We all know by now that Roy Halladay is DL-bound with shoulder soreness. He'll see Dr. Lewis Yocum out in California this week and it's A) Likely he misses time, and B) Likely he gives the Phillies very little the rest of 2013. Even if the recovery is a short one, Halladay has proven time and again this season he's not only not the Doc of old, he's not even a serviceable major-league starter anymore.
Halladay allowed nine runs in 2 1/3 innings to the worst team in the National League. He walked four Marlins and hit two. He allowed a bases-clearing triple and a grand slam. His ERA is 8.65. His control is gone. His effectiveness is gone. His mystique is gone. It's an incredibly sad situation because of who Halladay is, and now the question becomes: How is he replaced?
The Phillies have some internal options. Adam Morgan, Tyler Cloyd. John Lannan should be back in a few weeks so the Phils wouldn't be going with two young guys the rest of the way if this is a long-term injury for Doc.
What you could see this week is the Phillies do what they did when Lannan went down -- bring up a Joe Savery-type reliever until a starter is necessary later in the week.
No two ways about it. The Phillies had three baserunners on Saturday and couldn't touch Kevin freaking Slowey on Sunday. It's pretty clear this isn't a winning foundation. The Phils are 14-18 after a pretty favorable first 32 games. They needed to at least take three of four at home against an awful Miami team and they didn't.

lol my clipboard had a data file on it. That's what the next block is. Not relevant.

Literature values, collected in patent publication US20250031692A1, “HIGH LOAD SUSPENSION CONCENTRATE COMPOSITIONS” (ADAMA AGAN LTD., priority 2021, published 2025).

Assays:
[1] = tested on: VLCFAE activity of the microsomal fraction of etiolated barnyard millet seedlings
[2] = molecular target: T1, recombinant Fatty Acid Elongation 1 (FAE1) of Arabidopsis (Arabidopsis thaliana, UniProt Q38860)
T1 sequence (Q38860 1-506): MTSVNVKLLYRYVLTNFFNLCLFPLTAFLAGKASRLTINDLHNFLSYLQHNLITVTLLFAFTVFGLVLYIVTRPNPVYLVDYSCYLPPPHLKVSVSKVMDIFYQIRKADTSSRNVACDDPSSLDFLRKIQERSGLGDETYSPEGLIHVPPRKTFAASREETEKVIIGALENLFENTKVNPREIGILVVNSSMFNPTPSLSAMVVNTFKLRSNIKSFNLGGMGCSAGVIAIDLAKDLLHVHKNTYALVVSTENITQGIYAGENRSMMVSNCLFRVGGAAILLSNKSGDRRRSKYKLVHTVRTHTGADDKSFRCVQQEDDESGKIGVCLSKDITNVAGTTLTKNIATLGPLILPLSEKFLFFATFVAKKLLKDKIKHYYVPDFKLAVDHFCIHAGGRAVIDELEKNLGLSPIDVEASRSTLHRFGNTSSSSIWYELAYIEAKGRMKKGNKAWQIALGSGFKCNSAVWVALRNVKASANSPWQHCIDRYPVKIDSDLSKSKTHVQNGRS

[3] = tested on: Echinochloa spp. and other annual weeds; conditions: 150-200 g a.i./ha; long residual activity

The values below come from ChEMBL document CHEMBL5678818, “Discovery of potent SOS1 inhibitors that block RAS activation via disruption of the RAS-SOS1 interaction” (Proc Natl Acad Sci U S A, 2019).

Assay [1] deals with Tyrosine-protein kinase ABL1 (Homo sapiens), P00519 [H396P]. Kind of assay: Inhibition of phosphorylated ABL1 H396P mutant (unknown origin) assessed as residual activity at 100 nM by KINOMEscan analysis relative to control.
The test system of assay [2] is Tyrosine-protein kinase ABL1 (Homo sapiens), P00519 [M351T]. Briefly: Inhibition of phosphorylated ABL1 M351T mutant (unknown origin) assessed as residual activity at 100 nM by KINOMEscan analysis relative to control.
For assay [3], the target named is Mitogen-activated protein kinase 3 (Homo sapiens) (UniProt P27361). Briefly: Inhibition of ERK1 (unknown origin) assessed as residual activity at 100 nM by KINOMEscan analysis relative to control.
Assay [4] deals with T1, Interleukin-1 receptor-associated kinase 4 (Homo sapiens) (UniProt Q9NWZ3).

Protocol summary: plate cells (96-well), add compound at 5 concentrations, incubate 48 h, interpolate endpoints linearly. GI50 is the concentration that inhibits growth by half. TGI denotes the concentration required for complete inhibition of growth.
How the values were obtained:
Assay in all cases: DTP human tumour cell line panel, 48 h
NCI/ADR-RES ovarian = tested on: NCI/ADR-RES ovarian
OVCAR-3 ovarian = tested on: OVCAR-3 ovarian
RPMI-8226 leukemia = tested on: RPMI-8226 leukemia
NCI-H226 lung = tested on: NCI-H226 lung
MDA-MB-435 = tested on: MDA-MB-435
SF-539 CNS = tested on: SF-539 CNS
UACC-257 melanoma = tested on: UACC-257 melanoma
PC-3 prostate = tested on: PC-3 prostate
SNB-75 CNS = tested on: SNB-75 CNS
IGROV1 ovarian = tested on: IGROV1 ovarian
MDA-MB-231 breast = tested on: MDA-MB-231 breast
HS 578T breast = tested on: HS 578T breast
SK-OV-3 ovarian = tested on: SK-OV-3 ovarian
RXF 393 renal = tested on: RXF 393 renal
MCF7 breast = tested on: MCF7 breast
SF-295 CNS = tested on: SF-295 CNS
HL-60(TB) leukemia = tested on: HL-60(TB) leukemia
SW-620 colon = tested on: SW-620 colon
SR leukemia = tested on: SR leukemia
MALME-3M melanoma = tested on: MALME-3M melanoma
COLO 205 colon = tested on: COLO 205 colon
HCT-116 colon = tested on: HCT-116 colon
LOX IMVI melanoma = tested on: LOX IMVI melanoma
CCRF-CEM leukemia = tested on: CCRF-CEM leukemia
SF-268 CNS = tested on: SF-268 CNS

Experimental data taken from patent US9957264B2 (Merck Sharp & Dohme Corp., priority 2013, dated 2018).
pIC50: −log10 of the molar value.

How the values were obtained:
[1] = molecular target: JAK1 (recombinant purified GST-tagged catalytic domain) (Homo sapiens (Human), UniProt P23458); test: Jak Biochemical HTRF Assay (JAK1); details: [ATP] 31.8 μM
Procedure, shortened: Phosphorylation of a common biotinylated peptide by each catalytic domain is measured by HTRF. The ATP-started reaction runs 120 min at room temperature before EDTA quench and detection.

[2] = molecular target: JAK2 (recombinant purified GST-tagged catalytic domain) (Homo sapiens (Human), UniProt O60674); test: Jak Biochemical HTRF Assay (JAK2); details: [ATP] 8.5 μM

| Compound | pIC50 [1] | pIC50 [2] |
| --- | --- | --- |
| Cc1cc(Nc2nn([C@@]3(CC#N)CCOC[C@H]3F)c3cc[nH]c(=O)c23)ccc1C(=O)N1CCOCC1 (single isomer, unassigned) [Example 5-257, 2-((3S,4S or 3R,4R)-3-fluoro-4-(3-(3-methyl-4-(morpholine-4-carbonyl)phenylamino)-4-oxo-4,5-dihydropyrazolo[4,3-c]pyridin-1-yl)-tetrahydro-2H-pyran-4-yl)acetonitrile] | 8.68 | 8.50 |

Now come seven games in NL West ballparks. They'll face Madison Bumgarner, Tim Lincecum and Barry Zito in San Fran, then Patrick Corbin, Ian Kennedy and Trevor Cahill in Arizona. Some of the pitching matchups are winnable. Lincecum is wild and Zito is prone to the big inning. Kennedy has been terrible thus far.
But really, what's the point in even predicting success or failure with this lineup? It is so unbelievably streaky and it doesn't do anything better than average. It doesn't have above-average power. It doesn't have above-average plate discipline. It doesn't have above-average situational skills or a bevy of hitters who regularly maintain high BABIPs.
Rough weekend. At least Ben Revere raised his OBP to .264.